Sunday, January 8, 2012

Succulent plant with white hair

I'm assuming the plant to be a succulent even though older leaves in this plant are not really thick but not too thin either.

New leaves are born with a layer of white hair to protect them from insect attacks.


New leaves are tender and filled with sap. Without protection these leaves would be an easy source of food for some insects. The plant has developed a simple but effective defence mechanism. The hairs could be sticky which would prevent insects from reaching the leaves.


As the leaves grow and mature, the hairs are shed. Grown leaves are visible in the background.


Some varieties of cactus have similar protective system.

.........

14 comments:

dr.umesh l said...

I think you are right. For me it looks like, it is a succulent plant (a cactus) belonging to class
"CRASSULA MULTICAVA MEDIOPICTA" and the hairy structure might be called as 'Ciliate....'

siddeshwar said...

Dr.Umesh, some of my posts are like "fill in the blank" and you fill them up :)

dr.umesh l said...

I quote (Voltaire)-Appreciation is a wonderful thing: It makes what is excellent in others belong to us as well !....:)

Dimitra Decorasylum said...

Hello from Greece. A bit late for this comment but anyway...If I am not mistaken your plant is tradescantia sillamontana (a.k.a. Cobweb Spiderwort, White Velvet, White Gossamer Plant, Hairy Wandering Jew, Cobweb spiderwort. Does it produce violet/magenta flowers?

siddeshwar said...

Act of sharing knowledge is not bound by time, I think. Thank you for the input, Dimitra.

Dimitra Decorasylum said...

You are correct! Very nice blog by the way. I especially like the "quotes by sms" you post from time to time and the close up photos of plants and insects.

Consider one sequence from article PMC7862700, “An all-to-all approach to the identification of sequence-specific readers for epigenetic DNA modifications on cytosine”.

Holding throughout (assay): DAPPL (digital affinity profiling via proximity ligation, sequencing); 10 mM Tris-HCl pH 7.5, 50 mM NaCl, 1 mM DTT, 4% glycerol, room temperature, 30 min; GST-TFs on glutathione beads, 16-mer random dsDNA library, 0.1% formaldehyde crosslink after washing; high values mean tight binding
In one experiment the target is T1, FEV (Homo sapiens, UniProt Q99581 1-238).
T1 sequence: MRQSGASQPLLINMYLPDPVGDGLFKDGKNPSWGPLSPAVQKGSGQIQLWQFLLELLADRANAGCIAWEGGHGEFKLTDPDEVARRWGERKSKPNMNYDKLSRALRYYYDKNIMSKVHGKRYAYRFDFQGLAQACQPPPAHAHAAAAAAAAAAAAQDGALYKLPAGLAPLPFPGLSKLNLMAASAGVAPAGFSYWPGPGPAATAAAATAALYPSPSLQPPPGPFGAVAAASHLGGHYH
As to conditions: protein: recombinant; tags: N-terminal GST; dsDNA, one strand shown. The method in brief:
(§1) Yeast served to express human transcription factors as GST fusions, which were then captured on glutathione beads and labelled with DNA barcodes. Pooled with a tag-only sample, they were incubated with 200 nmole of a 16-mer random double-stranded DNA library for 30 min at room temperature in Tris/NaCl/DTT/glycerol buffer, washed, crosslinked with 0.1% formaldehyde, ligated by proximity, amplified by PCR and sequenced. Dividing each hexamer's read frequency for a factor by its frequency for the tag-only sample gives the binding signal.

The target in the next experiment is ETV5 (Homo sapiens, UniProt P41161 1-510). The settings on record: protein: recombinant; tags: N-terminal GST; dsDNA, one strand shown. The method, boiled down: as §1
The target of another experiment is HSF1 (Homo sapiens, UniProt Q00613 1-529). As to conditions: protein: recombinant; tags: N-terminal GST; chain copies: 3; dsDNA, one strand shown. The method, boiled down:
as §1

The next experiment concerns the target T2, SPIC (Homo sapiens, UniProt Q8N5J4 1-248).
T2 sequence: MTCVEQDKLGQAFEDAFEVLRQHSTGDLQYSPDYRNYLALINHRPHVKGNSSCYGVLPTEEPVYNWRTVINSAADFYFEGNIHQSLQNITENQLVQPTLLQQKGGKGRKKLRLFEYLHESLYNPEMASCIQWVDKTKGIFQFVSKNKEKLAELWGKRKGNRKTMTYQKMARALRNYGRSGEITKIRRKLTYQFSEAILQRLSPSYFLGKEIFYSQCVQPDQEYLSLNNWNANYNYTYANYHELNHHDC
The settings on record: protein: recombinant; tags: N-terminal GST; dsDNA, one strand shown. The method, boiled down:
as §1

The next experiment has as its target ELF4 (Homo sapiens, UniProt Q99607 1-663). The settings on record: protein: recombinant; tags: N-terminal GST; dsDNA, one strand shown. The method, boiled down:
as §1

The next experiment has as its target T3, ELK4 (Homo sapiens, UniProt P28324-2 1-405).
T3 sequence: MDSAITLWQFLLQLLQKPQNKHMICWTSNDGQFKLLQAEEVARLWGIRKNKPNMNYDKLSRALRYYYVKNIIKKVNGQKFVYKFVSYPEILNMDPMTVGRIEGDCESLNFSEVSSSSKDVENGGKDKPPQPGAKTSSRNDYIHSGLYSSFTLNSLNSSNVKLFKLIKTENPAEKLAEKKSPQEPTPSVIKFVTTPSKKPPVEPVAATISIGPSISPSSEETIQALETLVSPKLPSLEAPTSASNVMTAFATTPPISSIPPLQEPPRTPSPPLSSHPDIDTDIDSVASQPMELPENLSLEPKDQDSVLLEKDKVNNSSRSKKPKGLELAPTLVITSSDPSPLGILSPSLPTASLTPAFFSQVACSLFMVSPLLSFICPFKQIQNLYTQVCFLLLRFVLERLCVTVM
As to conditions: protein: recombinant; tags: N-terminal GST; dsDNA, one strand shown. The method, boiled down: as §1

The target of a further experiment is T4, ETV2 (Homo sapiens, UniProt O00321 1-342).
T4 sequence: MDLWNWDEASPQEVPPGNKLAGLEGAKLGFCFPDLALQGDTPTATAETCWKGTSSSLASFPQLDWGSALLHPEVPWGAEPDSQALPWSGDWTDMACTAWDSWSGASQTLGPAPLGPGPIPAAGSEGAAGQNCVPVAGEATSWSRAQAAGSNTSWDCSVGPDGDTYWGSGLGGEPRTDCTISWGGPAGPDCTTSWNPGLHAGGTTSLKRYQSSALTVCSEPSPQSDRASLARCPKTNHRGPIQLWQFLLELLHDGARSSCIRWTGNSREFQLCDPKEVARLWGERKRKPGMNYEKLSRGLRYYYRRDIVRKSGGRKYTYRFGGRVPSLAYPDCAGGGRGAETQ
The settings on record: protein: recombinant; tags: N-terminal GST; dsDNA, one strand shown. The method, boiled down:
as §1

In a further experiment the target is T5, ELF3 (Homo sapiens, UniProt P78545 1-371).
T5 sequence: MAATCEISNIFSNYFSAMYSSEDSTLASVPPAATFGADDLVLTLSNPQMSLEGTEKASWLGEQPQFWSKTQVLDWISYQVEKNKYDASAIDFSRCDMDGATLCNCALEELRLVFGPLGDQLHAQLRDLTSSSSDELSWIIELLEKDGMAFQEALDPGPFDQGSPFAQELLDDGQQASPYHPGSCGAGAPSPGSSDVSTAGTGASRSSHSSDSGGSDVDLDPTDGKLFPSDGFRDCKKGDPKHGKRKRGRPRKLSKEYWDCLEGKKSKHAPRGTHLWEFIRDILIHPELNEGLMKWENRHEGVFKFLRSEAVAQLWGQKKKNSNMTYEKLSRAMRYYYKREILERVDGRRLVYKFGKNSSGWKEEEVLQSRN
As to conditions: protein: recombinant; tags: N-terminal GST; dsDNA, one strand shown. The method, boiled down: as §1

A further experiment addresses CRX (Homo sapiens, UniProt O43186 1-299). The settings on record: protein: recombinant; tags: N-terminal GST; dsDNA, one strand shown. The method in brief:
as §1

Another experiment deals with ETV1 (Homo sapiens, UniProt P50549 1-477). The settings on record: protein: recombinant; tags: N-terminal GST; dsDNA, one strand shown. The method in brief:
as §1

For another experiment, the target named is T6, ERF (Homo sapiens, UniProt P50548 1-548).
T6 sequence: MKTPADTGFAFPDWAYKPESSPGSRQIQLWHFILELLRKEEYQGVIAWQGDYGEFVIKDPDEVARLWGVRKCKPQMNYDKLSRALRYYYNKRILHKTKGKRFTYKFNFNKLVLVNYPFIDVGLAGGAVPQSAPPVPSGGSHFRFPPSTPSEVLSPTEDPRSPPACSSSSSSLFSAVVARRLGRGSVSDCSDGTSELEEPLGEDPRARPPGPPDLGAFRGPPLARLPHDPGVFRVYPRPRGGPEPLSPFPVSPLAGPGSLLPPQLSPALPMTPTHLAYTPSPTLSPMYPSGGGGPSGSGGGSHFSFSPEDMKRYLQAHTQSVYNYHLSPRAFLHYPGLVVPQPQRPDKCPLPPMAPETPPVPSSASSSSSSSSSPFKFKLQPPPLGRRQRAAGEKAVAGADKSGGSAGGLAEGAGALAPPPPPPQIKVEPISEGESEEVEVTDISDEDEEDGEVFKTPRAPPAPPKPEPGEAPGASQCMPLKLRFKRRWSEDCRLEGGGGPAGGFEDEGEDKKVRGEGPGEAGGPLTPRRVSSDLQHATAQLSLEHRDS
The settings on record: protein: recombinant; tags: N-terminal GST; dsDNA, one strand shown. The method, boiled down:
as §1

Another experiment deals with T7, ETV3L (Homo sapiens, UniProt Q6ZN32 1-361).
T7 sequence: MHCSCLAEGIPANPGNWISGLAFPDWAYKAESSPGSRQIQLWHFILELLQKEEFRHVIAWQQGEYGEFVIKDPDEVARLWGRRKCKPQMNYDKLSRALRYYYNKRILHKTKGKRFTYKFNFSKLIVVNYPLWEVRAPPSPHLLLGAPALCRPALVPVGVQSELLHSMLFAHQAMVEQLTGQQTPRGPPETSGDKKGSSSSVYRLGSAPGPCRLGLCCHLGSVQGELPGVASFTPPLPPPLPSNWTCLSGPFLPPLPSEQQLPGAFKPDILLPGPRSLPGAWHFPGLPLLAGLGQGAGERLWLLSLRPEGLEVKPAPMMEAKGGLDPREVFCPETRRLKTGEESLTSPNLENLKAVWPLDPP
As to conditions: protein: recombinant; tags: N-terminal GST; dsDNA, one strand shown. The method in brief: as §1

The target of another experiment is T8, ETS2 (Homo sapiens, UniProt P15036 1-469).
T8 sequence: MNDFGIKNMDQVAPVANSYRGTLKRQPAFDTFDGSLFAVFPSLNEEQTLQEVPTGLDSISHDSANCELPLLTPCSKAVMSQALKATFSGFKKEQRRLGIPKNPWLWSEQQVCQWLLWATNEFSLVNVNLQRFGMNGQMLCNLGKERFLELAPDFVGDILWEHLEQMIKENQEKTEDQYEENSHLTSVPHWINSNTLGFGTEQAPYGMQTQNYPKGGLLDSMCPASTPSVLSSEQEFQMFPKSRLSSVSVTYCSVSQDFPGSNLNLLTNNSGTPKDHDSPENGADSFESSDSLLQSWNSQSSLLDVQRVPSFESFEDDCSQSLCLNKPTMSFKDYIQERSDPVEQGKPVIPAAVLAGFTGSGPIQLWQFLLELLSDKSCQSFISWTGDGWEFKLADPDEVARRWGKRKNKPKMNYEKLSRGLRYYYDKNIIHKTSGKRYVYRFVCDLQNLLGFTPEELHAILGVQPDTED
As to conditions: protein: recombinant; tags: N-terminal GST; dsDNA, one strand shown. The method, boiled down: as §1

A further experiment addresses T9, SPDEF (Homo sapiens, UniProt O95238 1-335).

siddeshwar said...

Thank you again. About the question if the plant flowers- yes, it does produce little violet flowers.

dr.umesh l said...

@Dimitri and @Siddesh, thanq so much for the info... "knowledge shared is knowledge gained" holds good for this discussion...

Dimitra Decorasylum said...

Good day to both of you. Regarding the plant: "Tradescantia sillamontana is a perennial evergreen herbaceous plant of the genus Tradescantia. This species is one of the most succulent and xerophytic, but at the same time one of the most ornamental and exotic species of Tradescantia. Its habitat is dry areas of northern Mexico." Source Wikipedia. I have one potted and really seems to do better when I neglect it than when I care for it. 4 winters now it "dies" and again every spring grows back.

siddeshwar said...

You are right Dimitra, some plants are better off when left to themselves. The plant in the picture was potted too. Its at the nursery in Botanical garden of Karnatak University, Dharwad. The garden is home to few rare plants including Krishnae Ficus ~ Krishna's Buttercup.

Dr. Umesh, its good to see you back here..

Dimitra Decorasylum said...

Nature has her way of doing things: you in Dharwad, India, I am in Argos, Greece, yet both of us "shared" a view of the same potted plant :)

siddeshwar said...

..such a lovely thought :) Greece and India are old friends.. I believe you know have heard of Megasthenes.

Good day to you, Dimitra

dr.umesh l said...

My pleasure, always enjoys doing but due to some restrains was not able to do so oftenly....

Dimitra Decorasylum said...

Good morning. Our cultures have shared more than an ambassador :) By the way, I looked up Krishna's buttercup and looks quite interesting, very beautiful leaves